Mattresses are propped along the walls of the union hall in Little Italy, the bedding piled on chairs, as anxious union members sit inside in a round-the-clock state of siege.
Since the shipboard engineers broke away from their parent union Jan. 16 in a fight centered on control of the $1.2 billion pension fund, they have expected the national union squad to arrive and seize possession of the hall and pension office.
"The scumbags have taken over the halls in Norfolk and Portland," reports Gordon M. Ward, as he listens to the news over the phone of the occupation of division offices in the Virginia and Oregon ports. "We've got to be ready here."
Mr. Ward is the elected chairman of the licensed engineers division of District 1, Marine Engineers Beneficial Association/National Maritime Union -- an uncomfortable 1988 merger of the white-collar engineers and the larger blue-collar seaman's union.
Mr. Ward, an engineer for 30 years, has led his division's members in seceding from the merged District 1 MEBA/NMU, which in turn has stripped him of union authority and placed his unit under trusteeship.
The breakaway was described by C. E. DeFries, the District 1 president, as "a desperate and illegal attempt" by the dissidents and a "threat to the survival of our union."
He insisted that the national union retains authority over contracts with shipping companies, the 23 union hiring halls, membership records and union dues and assets.
But the presidents of five other U.S. maritime unions, the largest being the Seafarers and the Masters, Mates & Pilots, have supported the engineers' declaration of independence.
In an unusual joint statement, these union leaders said they "agree with their decision and stand firmly with them in solidarity."
The major prize in the dispute is the District 1 engineers' $1.2 billion pension plan, which is administered in the same Baltimore building at 1003 Eastern Ave.
So far, the national union has not been able to acquire control of that treasury, or to merge it with the old NMU's deficit-ridden pension fund.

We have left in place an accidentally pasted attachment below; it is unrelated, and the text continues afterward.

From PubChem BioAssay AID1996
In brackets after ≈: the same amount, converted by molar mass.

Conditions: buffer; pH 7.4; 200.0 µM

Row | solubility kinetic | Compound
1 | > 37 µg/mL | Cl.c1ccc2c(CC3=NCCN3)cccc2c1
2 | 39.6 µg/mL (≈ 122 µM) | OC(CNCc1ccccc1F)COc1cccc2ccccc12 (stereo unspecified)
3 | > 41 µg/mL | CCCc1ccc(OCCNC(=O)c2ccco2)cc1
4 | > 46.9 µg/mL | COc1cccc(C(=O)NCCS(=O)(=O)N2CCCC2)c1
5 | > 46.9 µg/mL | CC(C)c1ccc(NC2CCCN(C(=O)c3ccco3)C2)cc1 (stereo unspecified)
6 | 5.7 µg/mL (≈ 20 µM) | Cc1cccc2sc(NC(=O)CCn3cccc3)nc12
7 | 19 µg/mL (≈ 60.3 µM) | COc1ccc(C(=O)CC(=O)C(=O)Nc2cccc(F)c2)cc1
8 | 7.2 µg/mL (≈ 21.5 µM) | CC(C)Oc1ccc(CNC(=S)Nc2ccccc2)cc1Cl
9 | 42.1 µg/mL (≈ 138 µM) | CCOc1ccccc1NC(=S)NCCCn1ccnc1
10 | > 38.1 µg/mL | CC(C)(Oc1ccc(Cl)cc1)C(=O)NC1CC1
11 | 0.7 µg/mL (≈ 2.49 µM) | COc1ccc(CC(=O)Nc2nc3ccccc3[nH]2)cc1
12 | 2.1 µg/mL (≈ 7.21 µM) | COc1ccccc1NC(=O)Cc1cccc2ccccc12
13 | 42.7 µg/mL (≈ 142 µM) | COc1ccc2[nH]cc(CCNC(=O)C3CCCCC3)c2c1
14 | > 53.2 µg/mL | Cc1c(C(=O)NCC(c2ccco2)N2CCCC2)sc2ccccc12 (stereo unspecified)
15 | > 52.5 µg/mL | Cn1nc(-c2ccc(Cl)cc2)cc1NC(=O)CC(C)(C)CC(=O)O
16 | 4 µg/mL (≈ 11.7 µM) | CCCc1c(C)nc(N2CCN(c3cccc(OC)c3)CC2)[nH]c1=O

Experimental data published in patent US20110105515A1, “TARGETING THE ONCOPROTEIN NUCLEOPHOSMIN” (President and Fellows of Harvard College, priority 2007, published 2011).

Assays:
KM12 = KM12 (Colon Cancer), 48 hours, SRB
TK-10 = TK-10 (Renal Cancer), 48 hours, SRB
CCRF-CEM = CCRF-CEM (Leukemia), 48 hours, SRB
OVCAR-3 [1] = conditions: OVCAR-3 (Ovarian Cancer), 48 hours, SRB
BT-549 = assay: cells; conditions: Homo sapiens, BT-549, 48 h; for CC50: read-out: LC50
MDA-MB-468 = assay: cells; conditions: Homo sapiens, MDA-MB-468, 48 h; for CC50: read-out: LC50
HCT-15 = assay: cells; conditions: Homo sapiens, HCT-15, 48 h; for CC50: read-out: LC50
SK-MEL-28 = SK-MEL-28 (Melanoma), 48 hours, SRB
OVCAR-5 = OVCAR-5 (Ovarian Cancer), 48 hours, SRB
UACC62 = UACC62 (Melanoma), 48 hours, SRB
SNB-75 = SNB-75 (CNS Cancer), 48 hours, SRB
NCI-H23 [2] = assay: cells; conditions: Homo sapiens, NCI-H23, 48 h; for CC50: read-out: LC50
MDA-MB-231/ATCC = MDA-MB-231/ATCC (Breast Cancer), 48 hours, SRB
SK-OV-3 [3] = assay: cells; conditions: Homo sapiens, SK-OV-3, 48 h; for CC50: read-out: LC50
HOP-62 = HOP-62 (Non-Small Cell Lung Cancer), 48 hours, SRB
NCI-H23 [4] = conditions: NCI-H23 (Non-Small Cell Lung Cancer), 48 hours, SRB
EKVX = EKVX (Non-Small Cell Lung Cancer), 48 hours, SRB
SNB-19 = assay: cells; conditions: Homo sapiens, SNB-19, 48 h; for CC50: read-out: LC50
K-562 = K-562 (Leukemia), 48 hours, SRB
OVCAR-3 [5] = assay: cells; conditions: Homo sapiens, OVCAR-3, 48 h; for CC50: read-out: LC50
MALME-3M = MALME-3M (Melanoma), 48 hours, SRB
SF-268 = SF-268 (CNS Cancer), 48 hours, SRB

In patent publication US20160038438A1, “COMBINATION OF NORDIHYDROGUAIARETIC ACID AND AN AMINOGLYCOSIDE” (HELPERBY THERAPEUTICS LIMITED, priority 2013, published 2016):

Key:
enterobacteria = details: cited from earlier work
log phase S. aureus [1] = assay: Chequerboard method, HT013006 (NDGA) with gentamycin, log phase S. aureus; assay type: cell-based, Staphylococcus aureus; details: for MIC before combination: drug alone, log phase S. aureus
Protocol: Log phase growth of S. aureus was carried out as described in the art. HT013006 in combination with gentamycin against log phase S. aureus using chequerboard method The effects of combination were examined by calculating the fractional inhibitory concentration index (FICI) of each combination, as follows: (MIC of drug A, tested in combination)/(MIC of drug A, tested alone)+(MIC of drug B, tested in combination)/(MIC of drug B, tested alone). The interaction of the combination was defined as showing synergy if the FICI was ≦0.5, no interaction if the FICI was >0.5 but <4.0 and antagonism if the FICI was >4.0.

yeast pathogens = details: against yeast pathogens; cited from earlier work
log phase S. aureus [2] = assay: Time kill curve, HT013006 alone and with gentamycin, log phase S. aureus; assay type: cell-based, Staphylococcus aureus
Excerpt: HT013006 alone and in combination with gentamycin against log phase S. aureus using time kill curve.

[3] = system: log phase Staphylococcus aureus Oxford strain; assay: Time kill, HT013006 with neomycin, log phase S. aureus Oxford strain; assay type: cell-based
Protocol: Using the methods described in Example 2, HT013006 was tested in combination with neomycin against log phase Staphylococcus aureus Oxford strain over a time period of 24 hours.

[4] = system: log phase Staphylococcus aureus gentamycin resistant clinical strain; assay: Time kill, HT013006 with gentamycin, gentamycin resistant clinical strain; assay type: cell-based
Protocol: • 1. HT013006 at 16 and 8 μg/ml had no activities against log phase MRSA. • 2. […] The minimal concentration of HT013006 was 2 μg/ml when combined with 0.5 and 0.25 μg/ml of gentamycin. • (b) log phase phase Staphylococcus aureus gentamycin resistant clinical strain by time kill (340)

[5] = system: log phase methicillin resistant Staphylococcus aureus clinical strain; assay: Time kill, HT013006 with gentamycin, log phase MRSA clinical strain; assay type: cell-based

The breakaway engineers also charge in a contested lawsuit that Mr. DeFries and other top officers of District 1 MEBA raided the treasury for $2 million in severance pay the day before they reassumed their same jobs, at the same six-figure salaries, in the merged entity.
Mr. Ward's supporters also accuse MEBA leaders of taking lavish pension buyouts from the old unions, although working for the merged union. A spokesman for Mr. DeFries said the pension buyouts were authorized by the union and were legal.
Entangled in a web of federal court suits over the merger, the breakaway engineers voted 823-46 at nine port membership meetings last week to dissolve the union with the NMU. The break followed the refusal of a federal judge in New York to void the merger in December; instead, the jurist approved a referendum on the issue that is tentatively set for March.
That prompted a series of organizational maneuvers by each side to bolster its respective position for the mail vote, the ballots for which were to be sent out yesterday.
After the secession vote, Mr. DeFries and his allies reduced to a minority the voting strength of the licensed engineers by creating new divisions and establishing new voting rules. They also have barred the engineers-division officers from access to their records in MEBA's Washington, D.C., headquarters.
Mr. Ward and his group scored a major victory a year ago in capturing leadership posts within the licensed division, with enough delegates to assure victory at this year's convention, before this month's rules changes.
Mr. DeFries resigned as division chairman just before that January 1991 election, but retained the national MEBA president's job and the overall District 1 presidency.
The District 1 and NMU merger -- one of several effected or discussed as employment plummets in the U.S. shipping industry -- apparently was designed to cover the pension deficit of the NMU with the District 1 MEBA fund's surplus, while adding 20,000 members to the smaller engineers union.
MEBA members, in exchange, say they were guaranteed the top offices in the new District 1 MEBA/NMU and were told that the integrated union would be able to get more shipping contracts.
Opposition to merger
While most of the opposition to the merger came from MEBA, some NMU members also are challenging the action.
Seaman Albert Jackson complained to the Labor Department that the merger was designed to avoid an open election of NMU division officers; the government forced NMU to hold that election, whose conduct is the subject of further litigation.
Members have filed numerous complaints of wrongdoing by officials with the Labor Department and the FBI, which are investigating. A Washington grand jury has looked into the union's activities. No federal court actions have been filed, however.